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Here's what the NY Times had to say on the ticket prices.

https://www.nytimes.com/2022/0...ngsteen-tickets.html

The Case of the $5,000 Springsteen Tickets

Triumphant fans showed up in Ticketmaster’s queue with special codes, only to encounter its “dynamic pricing” system. Was the Boss OK with that?





Credit...Robert Neubecker

For in-the-know fans who wanted to buy Bruce Springsteen tickets this month, applying for a special Ticketmaster access code seemed the best way to beat long odds. If they got one, they would have an opportunity to try to make it to the front of the service’s virtual queues on the days when batches of shows were up for sale.

Only then, however, did countless numbers of them discover that the normally priced tickets they had been hoping to buy were nowhere to be found. Instead, a demand-driven dynamic pricing system had taken hold — with someone, somewhere having decided that remaining seats should cost many times the normal price, up to $5,500 or so.

To be clear, no scalpers were selling those tickets. Instead, a new definition of face value had emerged, one that many fans had never encountered. Confusion reigned, and anguished reactions poured forth in Facebook fan groups, into my inbox and onto Twitter.


This tweet, from Bill Werde, a former Billboard editorial director who writes a newsletter about the music industry, made my heart hurt: “Hard to believe that Bruce Springsteen turned out to be the one to make music fans miss scalpers.”

After days of this sort of commentary, Mr. Springsteen and his camp had heard enough. “In pricing tickets for this tour, we looked carefully at what our peers have been doing,” his manager, Jon Landau, said in a statement. “We chose prices that are lower than some and on par with others.

“Regardless of the commentary about a modest number of tickets costing $1,000 or more, our true average ticket price has been in the mid-$200 range,” he continued. “I believe that in today’s environment, that is a fair price to see someone universally regarded as among the very greatest artists of his generation.”

Indeed, people did buy nearly all the tickets. On Tuesday morning, 90,000 people were in the queue seeking seats for a show in Philadelphia, according to the event’s promoter. Still, a triumphant return to the stage — Mr. Springsteen has not performed with his band on a big U.S. tour since 2016 — is now another chapter in the decades-long tale of how buying tickets for in-demand events gets more unpleasant over time.

Ticketmaster and Mr. Springsteen have some history. In 2009, Ticketmaster tried to nudge his fans into its proprietary, StubHub-like resale system featuring scalperlike prices.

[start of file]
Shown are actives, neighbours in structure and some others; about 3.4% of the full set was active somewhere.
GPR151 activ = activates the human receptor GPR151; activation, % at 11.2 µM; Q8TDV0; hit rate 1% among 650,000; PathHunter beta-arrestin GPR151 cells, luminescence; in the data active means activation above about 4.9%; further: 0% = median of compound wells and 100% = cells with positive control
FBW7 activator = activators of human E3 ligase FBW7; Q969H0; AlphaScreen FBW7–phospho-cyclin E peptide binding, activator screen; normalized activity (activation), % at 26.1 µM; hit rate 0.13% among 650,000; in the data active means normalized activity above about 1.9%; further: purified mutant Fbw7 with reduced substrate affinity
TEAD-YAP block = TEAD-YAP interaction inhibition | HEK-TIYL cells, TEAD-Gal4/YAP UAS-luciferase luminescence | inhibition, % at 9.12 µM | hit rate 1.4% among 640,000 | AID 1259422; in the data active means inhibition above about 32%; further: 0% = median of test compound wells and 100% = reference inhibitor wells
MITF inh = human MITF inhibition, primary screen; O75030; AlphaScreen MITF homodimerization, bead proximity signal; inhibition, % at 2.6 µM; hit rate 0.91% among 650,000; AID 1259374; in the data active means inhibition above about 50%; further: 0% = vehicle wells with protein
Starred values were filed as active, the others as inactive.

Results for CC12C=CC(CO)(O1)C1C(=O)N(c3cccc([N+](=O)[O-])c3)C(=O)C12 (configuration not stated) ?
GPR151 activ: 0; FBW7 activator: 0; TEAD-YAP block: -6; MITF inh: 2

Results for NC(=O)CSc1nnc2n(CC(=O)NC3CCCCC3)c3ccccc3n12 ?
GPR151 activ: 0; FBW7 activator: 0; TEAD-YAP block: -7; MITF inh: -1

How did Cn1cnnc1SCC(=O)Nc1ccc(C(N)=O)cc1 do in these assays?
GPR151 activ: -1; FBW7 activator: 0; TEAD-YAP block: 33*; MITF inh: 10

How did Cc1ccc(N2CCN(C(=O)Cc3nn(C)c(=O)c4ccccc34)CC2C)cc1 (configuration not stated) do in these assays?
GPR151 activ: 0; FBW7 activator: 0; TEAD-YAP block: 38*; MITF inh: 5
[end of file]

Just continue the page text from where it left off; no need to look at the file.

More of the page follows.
That didn’t go over well.

“The abuse of our fans and our trust by Ticketmaster has made us as furious as it has made many of you,” Mr. Springsteen said in a statement at the time. The New Jersey attorney general got involved, Ticketmaster settled her investigation, and its chief executive issued a groveling apology.

Since then, Ticketmaster, which is handling most of the U.S. shows on Mr. Springsteen’s tour next year, has tried to wear the white hat, at least some of the time. In an interview in May on a podcast called “The Compound & Friends,” Michael Rapino, the chief executive of Ticketmaster’s parent company, Live Nation Entertainment, noted that many tickets for the best concerts and other events had a much higher street value the moment Ticketmaster sold them. Why shouldn’t an artist capture most of that excess? Prices that are too low open the door for scalpers to make more money — via the profit they gain from selling at the true market price — than performers make themselves.

If artists do want to capture that, Ticketmaster is prepared to help — and to take a fee for doing so. And that’s what Mr. Springsteen seemed to be doing here, using Ticketmaster’s “Official Platinum” system, in which seats are “dynamically priced up and down based on demand.”

You already know what happened next: Those platinum prices were plenty pricey. Outrage ensued. A congressman from New Jersey yelled into the wind.

“This broke our spirit,” said Pete Maimone, a real estate agent in North Brunswick, N.J., who coordinates a face-value-only ticket exchange for longtime fans. He has shut it down for now, he told me, while fighting back tears. “We did not want to participate any longer in this clear-as-day scheme to extract money from fans,” he said.

Over the weekend, in an attempt to quiet things down, Mr. Springsteen’s camp gave Ticketmaster permission to release some numbers. Just 1.3 percent of Ticketmaster users paid more than $1,000 per ticket. Also, 88.2 percent of tickets were “sold at set prices,” according to Ticketmaster, though the remaining 11.8 percent are likely to represent more than 11.8 percent of the revenue per show, owing to their higher face value.

Who set these prices? “Promoters and artist representatives set pricing strategy and price range parameters on all tickets, including dynamic and fixed price points,” a Ticketmaster spokeswoman said in an emailed statement. “When there are far more people who want to attend an event than there are tickets available, prices go up.”

So, as many fans suspected, they are, indeed, the latest guinea pigs in a continuing experiment to try to determine the precise market price of ecstatic experiences for fans of live events.

Dynamic pricing isn’t new, though it was new to plenty of Mr. Springsteen’s fans this month.

But it’s not as though fans had not considered the core question: At what price comes Mr. Springsteen’s brand of pure, unbridled joy? His shows can last more than three hours, and he mixes up his set lists more than most major touring artists. Also, by the time he and his band hit the stage in 2023, it will have been seven years since they did so on a big U.S. tour.

All of that feeds the desire for fans to attend multiple shows, to make sure they don’t miss something rare. And, as a longtime fan, I can say this with exactly zero objectivity and even less scientific precision: His tickets are worth many, many hundreds of dollars.

As to exactly how many dollars, Ticketmaster lets artists set high — or low — prices. It will help them boost prices in real time, to leave less money on the table for scalpers. But it operates in that resale market, too, to compete with scalpers on their own turf. Ticketmaster’s gonna Ticketmaster.